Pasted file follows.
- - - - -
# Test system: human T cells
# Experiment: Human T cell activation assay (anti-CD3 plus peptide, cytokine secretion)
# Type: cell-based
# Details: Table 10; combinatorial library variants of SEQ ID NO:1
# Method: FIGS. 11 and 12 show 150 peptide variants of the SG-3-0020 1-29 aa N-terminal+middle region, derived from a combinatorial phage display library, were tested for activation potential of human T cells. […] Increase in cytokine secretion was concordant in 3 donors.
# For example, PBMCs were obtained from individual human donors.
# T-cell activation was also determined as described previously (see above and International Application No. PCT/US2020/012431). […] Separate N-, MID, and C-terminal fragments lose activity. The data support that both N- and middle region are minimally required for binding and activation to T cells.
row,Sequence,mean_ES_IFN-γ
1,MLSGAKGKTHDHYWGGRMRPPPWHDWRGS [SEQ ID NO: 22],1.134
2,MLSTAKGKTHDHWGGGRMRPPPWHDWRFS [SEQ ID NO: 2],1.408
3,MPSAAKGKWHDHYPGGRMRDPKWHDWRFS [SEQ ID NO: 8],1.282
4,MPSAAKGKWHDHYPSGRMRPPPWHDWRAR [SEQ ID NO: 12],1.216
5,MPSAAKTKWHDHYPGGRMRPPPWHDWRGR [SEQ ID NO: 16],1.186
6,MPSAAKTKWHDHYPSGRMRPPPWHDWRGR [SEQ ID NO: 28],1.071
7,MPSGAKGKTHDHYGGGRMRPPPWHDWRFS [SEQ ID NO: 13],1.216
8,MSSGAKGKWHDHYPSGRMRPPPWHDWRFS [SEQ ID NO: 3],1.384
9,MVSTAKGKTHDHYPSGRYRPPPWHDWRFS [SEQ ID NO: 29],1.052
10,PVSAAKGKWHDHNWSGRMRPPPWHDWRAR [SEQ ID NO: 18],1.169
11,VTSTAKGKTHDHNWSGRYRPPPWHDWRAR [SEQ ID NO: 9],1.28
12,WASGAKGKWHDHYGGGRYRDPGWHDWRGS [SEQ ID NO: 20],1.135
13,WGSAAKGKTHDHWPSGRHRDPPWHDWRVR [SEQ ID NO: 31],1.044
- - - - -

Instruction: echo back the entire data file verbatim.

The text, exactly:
# Test system: human T cells
# Experiment: Human T cell activation assay (anti-CD3 plus peptide, cytokine secretion)
# Type: cell-based
# Details: Table 10; combinatorial library variants of SEQ ID NO:1
# Method: FIGS. 11 and 12 show 150 peptide variants of the SG-3-0020 1-29 aa N-terminal+middle region, derived from a combinatorial phage display library, were tested for activation potential of human T cells. […] Increase in cytokine secretion was concordant in 3 donors.
# For example, PBMCs were obtained from individual human donors.
# T-cell activation was also determined as described previously (see above and International Application No. PCT/US2020/012431). […] Separate N-, MID, and C-terminal fragments lose activity. The data support that both N- and middle region are minimally required for binding and activation to T cells.
row,Sequence,mean_ES_IFN-γ
1,MLSGAKGKTHDHYWGGRMRPPPWHDWRGS [SEQ ID NO: 22],1.134
2,MLSTAKGKTHDHWGGGRMRPPPWHDWRFS [SEQ ID NO: 2],1.408
3,MPSAAKGKWHDHYPGGRMRDPKWHDWRFS [SEQ ID NO: 8],1.282
4,MPSAAKGKWHDHYPSGRMRPPPWHDWRAR [SEQ ID NO: 12],1.216
5,MPSAAKTKWHDHYPGGRMRPPPWHDWRGR [SEQ ID NO: 16],1.186
6,MPSAAKTKWHDHYPSGRMRPPPWHDWRGR [SEQ ID NO: 28],1.071
7,MPSGAKGKTHDHYGGGRMRPPPWHDWRFS [SEQ ID NO: 13],1.216
8,MSSGAKGKWHDHYPSGRMRPPPWHDWRFS [SEQ ID NO: 3],1.384
9,MVSTAKGKTHDHYPSGRYRPPPWHDWRFS [SEQ ID NO: 29],1.052
10,PVSAAKGKWHDHNWSGRMRPPPWHDWRAR [SEQ ID NO: 18],1.169
11,VTSTAKGKTHDHNWSGRYRPPPWHDWRAR [SEQ ID NO: 9],1.28
12,WASGAKGKWHDHYGGGRYRDPGWHDWRGS [SEQ ID NO: 20],1.135
13,WGSAAKGKTHDHWPSGRHRDPPWHDWRVR [SEQ ID NO: 31],1.044